CUSP Magazine: Winter Issue 2014


CUSP Magazine is a Chicago based publication focused on helping up and coming creatives gain exposure for their brand and products. Our company is a collective of highly motivated individuals who work together to bring a new voice to the creative community.



A first-time encounter with the White

Mystery siblings conveys an uncanny satisfaction,

a feeling that only comes from meeting individuals

of genuine originality and distinction. Even the

most cursory glance belays their relation.

Francis Scott Key stands tall and stoic, with

long, red curls falling in feral tresses to either side

of his bespectacled face. A few years older, Miss

Alex White, as she is known in the music scene

for her self-titled solo work, is diminutive with a

shock of the same curls and a strikingly focused

gaze. Despite her commanding presence and

impressive resume of artistic accomplishments,

she is surprisingly soft-spoken.

When onstage, the siblings make a fierce

pair. Their live performances radiate energy

reminiscent of the glory days of rock and roll,

though their friendly and approachable offstage

demeanor speaks most to the soul of their vision.

Meet White Mystery: the brother-sister power duo

whose refusal to play by the rules is changing the

landscape of the music industry for independent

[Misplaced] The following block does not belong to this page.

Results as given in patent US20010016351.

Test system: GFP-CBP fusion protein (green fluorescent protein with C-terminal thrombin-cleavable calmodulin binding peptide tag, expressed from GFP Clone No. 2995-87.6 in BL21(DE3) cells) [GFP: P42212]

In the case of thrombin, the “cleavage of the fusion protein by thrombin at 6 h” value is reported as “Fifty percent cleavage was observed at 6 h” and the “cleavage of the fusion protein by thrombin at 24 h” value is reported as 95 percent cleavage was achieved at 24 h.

artists in Chicago and across America.

White Mystery has been tearing up stages

in basements and bars, at music venues and

festivals, all over the world since their inception

in 2008. They have four full-length albums, an

array of prestigious sponsors, and show no signs

of stopping until they reach their predetermined

10-year mark in 2018. While countless punk and

garage-rock bands call Chicago home, Alex and

Francis differentiate themselves from the pack by

the scope and variety of their projects, the power

of their live performances, and a staunch refusal

to compromise the integrity of their art.

Born and raised in Rogers Park, where they

still live today, Alex and Francis were raised in a

creative household. “What got us into music in the

first place was probably our parents’ great taste in

Zeppelin and the Rolling Stones,” Alex said.

Their mother, Chicago’s photographer

Diane Alexander White, achieved acclaim through

her street documentation of the 1979 Disco

Demolition, rock and roll’s rowdy backlash to the

disco movement. Although not musically inclined,

the Whites nurtured their children’s talents and


Photography by Diane White

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